Monday, August 29, 2011

The Conspirator (2011) - HD Trailer

I watched this movie last night.  It was interesting; I learned about events surrounding President Lincoln's assassination that I didn't know.  It made me think about ongoing issues in our country:  trials in a time of war, capital punishment with insufficient evidence, and of course, the trial ended with an amendment making it wrong to try civilians in a military court.  I'm sure the movie was meant to make you think through these things. 

It was beautifully made.  I've been so immersed in British history in preparation for our trip that it felt somewhat strange to delve into American history, but I enjoyed it.  I can't remember a time that I didn't know "Abraham Lincoln was the 16th president, and he was assassinated."  The facts were so familiar that until last night, I never really felt the horror of a good man being shot from behind with his wife at his side.  It was such a tragic and horrible end.  I also didn't realize that the conspirators' plan also included killing Vice President Johnson and the Secretary of State.  

I always enjoy James McAvoy in period pieces, and I'm always impressed by the ability of a Scottish actor to lose the accent and talk like an American.  The costumes and sets were superb, and the lighting was lovely.  After a while I thought, "Wow, every single scene features this lovely sunlight coming in through the windows," and it almost got repetitive, but then I thought maybe that was part of the authenticity.  Besides candles and kerosene lamps, sunlight was all they had.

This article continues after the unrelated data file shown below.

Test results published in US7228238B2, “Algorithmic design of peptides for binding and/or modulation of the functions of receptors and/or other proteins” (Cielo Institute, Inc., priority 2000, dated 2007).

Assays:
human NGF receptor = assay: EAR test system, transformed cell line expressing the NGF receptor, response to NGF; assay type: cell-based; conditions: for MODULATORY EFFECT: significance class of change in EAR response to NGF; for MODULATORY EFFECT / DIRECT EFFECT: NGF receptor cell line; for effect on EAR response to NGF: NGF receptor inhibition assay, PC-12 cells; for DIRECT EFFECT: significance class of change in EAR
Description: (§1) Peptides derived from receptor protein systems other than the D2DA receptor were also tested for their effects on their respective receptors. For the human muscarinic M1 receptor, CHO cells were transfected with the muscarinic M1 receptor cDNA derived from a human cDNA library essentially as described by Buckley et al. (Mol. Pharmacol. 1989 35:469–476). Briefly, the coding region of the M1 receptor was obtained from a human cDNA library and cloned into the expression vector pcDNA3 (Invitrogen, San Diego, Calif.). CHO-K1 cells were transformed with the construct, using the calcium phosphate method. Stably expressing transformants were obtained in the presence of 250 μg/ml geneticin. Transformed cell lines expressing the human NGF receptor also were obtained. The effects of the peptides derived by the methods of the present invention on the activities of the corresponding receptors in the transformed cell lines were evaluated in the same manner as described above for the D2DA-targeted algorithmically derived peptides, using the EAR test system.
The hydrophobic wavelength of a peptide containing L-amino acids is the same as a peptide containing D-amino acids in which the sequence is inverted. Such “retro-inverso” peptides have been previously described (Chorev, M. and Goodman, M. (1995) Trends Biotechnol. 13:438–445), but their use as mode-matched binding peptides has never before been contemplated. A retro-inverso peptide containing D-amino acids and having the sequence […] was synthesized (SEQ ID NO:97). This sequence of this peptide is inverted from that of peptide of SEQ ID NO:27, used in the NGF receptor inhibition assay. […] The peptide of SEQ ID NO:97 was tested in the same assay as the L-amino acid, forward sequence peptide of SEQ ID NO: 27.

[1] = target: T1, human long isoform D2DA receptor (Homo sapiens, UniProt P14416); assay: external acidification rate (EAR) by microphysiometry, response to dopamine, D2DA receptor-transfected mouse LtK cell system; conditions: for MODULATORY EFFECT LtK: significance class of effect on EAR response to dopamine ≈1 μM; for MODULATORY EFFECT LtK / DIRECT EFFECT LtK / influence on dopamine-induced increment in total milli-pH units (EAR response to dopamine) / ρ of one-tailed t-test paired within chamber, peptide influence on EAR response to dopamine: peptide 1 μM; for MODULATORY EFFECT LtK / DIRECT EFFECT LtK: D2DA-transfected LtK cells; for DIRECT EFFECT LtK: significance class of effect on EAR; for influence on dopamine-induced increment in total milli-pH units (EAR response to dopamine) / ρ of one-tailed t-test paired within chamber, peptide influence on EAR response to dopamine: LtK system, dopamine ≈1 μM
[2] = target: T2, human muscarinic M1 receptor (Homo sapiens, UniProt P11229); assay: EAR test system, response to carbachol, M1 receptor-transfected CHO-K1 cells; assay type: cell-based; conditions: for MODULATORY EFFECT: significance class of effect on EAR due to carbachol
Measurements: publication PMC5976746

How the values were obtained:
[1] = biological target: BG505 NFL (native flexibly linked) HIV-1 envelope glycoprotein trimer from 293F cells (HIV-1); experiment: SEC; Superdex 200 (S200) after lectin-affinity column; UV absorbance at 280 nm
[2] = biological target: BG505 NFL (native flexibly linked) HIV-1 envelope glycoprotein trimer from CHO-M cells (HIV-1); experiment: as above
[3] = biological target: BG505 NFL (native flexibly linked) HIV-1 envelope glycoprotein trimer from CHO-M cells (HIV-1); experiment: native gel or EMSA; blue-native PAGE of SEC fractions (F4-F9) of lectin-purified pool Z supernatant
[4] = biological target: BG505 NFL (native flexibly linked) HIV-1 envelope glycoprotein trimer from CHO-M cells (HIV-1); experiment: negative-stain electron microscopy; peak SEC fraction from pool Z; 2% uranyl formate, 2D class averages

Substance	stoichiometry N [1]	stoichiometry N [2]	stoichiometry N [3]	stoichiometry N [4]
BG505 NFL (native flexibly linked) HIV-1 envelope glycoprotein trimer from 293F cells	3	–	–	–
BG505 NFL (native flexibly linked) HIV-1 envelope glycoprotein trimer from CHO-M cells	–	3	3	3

The other aspect of the movie I thought was interesting was when they briefly showed the rounding up of John Wilkes Booth and the other conspirators.  I'm definitely used to watching movies portray 21st century manhunts; it was a big contrast seeing it 19th century style, riding through the woods on horseback instead of following the suspect via satellite.  

I think the movie did a good job of portraying that there was uncertainty as to whether Mary Surratt was innocent or guilty, but the bigger issues were her being given a fair trial by a jury of her peers, not a military court that had already found her guilty.  I found the entire transcript of her attorney, Frederick Aiken's, defense of her online.

 God has not only given us life, but He has filled the world with everything to make life desirable; and when we sit down to determine the taking away of that which we did not give, and which, when once taken, we can not restore, we consider a subject the most solemn and momentous within the range of human thought and human action.

"Nobody talks like that anymore."

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